17.   México: Universidad Autónoma Metropolitana Unidad Azcapotzalco, Maestría en Derecho Rural, Derecho Ambiental y Derechos de los Pueblos Indios. Contact: Carlos Humberto Durand Alcántara, (,, and Ana Ofelia Sánchez Valenciana (


18.   México. Universidad Autónoma Chapingo -UACh, Programa de investigación y servicio en sociedad y cultura del CIISMER. Contactos: José Alfredo Castellanos, Director del Departamento de Sociologia Rural, y Ramon Rivera, Responsable del Programa (


19.   Nicaragua : Universidad Uraccan. Contact: Alta Hooker Blanford, (Rector) (


20.   Venezuela : Universidad de Zulia, Instituto de Filosofía del Derecho. Contacts: Elida Aponte Sánchez (Director) ( and Ricardo Colmenares (


21.   Venezuela . Universidad de los Andes, Facultad de Ciencias Jurídicas y Políticas. Mérida , Venezuela . Contact: Vladimir Aguilar (



North America


22.   University of Arizona , Indigenous Peoples Law And Policy Program, IPLPP ( Contacts: Prof. S. James Anaya, Co-Director, IPLPP and Luis  Rodriguez-Pinero,  Research Fellow, IPLPP (,






23.   University of Vienna , Faculty of Law, Institut für Recht und Religion. Contact: René Kupé (, Adjunct: Nicole Schabus.




24.   Instituto Internacional de Sociología del Derecho-IISJ, Antigua Universidad de Oñate ( Contact: Manuel Calvo, Director (


25.   Universidad de Deusto, Instituto de Derechos Humanos, Equipo de Pueblos Indígenas. Contact: Xavier Extebarria and Mikel Berraondo (,


26.   Universidad Internacional de Andalucía, Programa de " Pueblos Indígenas y Multiculturalidad Jurídica" (  Contact: Bartolomé Clavero, Director. (


27.   Universidad de Valencia, Proyecto I+D "Diversidad Cultural, conflicto y derecho". Contacto: Emiliano Borja, Director del Proyecto (


28.   Universidad de Barcelona, Filosofía del Derecho. Contact: Juan Ramón Capella y Héctor Silveira (


29.   Universidad de Sevilla, Facultad de Derecho. Contacts: Bartolomé Clavero ( and Pablo Gutiérrez Vega, Associate Professor (


Institutions without University status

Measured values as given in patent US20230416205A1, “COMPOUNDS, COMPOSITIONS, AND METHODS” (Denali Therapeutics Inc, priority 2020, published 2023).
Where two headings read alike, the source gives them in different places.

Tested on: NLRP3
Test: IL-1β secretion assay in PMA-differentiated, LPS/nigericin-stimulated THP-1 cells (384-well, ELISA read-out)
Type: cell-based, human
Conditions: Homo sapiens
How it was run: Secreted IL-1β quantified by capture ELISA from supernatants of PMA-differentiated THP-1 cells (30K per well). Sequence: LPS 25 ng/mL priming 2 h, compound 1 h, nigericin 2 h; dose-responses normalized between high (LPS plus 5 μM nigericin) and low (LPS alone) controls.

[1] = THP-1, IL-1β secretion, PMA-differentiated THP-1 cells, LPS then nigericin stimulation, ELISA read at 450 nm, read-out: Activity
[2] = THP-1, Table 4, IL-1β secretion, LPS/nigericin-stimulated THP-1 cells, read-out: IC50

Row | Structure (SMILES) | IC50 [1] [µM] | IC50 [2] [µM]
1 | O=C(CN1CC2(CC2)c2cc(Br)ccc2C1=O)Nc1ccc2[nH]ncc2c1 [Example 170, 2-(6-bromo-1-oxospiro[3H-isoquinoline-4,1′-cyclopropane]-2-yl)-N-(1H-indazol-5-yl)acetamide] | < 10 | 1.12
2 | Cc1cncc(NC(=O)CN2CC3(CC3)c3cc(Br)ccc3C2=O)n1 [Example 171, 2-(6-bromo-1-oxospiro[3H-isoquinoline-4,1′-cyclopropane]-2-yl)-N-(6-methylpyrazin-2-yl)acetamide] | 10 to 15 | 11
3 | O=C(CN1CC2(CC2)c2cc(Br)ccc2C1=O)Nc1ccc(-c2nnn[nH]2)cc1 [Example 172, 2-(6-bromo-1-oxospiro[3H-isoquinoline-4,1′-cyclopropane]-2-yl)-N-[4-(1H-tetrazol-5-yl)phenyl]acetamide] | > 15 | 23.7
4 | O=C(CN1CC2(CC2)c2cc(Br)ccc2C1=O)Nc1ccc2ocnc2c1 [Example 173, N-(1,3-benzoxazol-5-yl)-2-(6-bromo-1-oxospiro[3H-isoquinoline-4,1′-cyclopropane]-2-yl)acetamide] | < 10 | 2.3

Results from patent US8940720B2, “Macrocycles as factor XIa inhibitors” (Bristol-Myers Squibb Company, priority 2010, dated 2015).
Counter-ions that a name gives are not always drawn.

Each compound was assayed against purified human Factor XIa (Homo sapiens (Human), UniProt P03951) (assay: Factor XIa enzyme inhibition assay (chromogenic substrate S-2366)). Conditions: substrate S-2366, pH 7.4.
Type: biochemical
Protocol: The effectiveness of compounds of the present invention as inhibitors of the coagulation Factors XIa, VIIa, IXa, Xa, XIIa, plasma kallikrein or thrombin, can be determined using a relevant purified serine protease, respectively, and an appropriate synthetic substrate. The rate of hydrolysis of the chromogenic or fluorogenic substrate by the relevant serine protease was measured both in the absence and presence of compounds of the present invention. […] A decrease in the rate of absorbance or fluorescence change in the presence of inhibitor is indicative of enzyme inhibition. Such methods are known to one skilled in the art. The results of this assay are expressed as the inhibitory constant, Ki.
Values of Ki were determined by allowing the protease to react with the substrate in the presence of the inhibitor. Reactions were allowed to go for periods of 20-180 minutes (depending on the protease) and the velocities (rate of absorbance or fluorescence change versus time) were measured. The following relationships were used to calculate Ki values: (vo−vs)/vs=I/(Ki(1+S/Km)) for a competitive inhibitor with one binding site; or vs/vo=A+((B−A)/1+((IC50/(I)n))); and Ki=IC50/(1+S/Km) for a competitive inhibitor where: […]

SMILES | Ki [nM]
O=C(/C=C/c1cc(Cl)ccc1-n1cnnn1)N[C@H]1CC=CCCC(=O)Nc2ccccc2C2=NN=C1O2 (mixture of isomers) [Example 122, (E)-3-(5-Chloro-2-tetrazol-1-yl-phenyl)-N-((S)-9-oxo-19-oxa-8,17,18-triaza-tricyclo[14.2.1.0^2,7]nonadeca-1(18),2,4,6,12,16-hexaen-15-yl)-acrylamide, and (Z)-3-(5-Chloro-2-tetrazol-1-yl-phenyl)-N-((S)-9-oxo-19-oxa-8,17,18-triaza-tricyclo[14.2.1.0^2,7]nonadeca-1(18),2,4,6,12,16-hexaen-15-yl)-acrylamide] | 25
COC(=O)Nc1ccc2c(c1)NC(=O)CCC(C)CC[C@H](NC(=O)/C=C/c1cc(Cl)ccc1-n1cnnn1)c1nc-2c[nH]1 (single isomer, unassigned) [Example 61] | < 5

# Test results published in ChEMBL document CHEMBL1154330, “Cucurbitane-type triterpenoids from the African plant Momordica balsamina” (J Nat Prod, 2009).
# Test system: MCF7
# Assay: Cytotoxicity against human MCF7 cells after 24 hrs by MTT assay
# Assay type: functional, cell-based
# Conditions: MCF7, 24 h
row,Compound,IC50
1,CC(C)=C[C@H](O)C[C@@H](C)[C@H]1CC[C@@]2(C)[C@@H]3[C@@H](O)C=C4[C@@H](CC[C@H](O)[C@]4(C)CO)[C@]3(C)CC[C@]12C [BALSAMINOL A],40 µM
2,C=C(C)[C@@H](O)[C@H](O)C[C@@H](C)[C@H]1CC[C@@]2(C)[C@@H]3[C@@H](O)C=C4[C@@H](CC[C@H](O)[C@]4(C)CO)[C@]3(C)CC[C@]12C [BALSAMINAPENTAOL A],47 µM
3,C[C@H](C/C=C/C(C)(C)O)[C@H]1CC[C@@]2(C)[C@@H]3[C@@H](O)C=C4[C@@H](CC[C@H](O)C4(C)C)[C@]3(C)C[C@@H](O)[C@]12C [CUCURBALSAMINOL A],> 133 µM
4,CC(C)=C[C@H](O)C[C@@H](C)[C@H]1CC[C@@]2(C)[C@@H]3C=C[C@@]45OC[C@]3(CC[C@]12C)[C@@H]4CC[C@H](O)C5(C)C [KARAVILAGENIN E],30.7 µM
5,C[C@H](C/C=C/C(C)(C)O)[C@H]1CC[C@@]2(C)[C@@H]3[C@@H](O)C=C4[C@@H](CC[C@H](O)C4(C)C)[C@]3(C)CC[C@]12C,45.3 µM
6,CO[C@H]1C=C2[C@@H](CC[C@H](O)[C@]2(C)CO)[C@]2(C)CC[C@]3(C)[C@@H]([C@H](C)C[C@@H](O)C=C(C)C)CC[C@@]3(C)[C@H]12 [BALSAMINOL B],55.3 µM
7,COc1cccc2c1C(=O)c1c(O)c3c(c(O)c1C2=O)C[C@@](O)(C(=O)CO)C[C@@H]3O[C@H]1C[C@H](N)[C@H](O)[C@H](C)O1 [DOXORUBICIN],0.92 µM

30.   Centro de Investigación para la Paz -CIP de Madrid ( Contact: Nieves Zúñiga (


31.   Instituto Intercultural para la Autogestión y la Acción Comunal –INAUCO, adscrito a la Universidad Autónoma de Madrid. Contacts: Antonio Colomer ( and Vicente Cabedo ( Address: C/ Duque de Calabria, 16, puerta 16. 46005- Valencia . Tel- fax:43- 963877007- Ext. 72815.



32.   Università degli studi di Milano, Istituto di Filosofia e Sociologia del Diritto, Facoltà di Giurisprudenza. Contacts.  Roberto Cammarata (



33.   Universidad de Coimbra, Centro de Estudos Sociais (   Contact: Boaventura de Sousa Santos (, 


International Institution

34.   UN Special Rapporteur on the Situation of the Human Rights and Fundamental Freedoms of Indigenous Peoples, Rodolfo Stavenhagen (




AHOW TO JOIN? Send the following documents


1.       Letter of Intent: Carta de Intención para participar en el Programa

Send by snail mail (signed) to one of these institutions: IILS, Universidad de Sevilla, Universidad de Deusto.  Send by email to each one.


2.       Questionnaire 1: Cuestionario 1 – Send by email to each of IILS, Mikel Berraondo, Univ. Deusto and Univ. Sevilla:,,


Note: Although the de facto working language of the IEP is Spanish, if more convenient for your institution, please feel free to supply the Letter of Intent and to fill out Questionnaire 1 in English, French or Portuguese.  


[1]  Summary and translation of Spanish original by Evan Fox-Decent.  The Spanish version  is available at   The working language of the IEP is Spanish.


  This page: (updated in Nov. 2007)


Versión en español:




English version:



Info webmaster:


Who are we? 





How to join?



Note: This page is under construction.


Institutional support: International Institute on Law and society (  

Info webmaster: 

















(Versión en ESPAÑOL)




Rodolfo Stavenhagen (Rapporteur on Indigenous Peoples, IILS-IIDS)


 Madrid (Nov. 2003): Javier Jiménez (U. Valencia), Bartolomé Clavero (U. Sevilla), Raquel Yrigoyen F. (IIDS), Fernando Flores (U. Valencia), Rodolfo Stavenhagen (Relator PI), Nieves Zúñiga (CIP), Daniel Oliva (U. Carlos III) 


James Anaya (U. Arizona) y Bartolomé Clavero (U. Sevilla) Madrid (Nov. 2003)


Iñigo Arenillas (col. IIDS), Ricardo Colmenares (U. Zulia), R. Yrigoyen (IIDS), James Anaya (U. Arizona) (Madrid Nov. 2003)


Equipo de la U. Valencia dirigido por Emiliano Borja (Valencia, Nov. 2002)


Ramón Rivera (U. Chapingo), Boaventura de Sousa Santos (U. Coimbra), Rachel Sieder (U. Londres/IIDS), Fernando García (FLACSO-Ecuador)- ajabo: Soraya Yrigoyen (IIDS)

(Quetzaltenango, 2002)


Evan Fox-Decent (IIDS), Nina Pacari, Rachel Sieder (ILAS/ IIDS), Rodrigo Lillo (U. Frontera) (Quetzaltenango, 2002)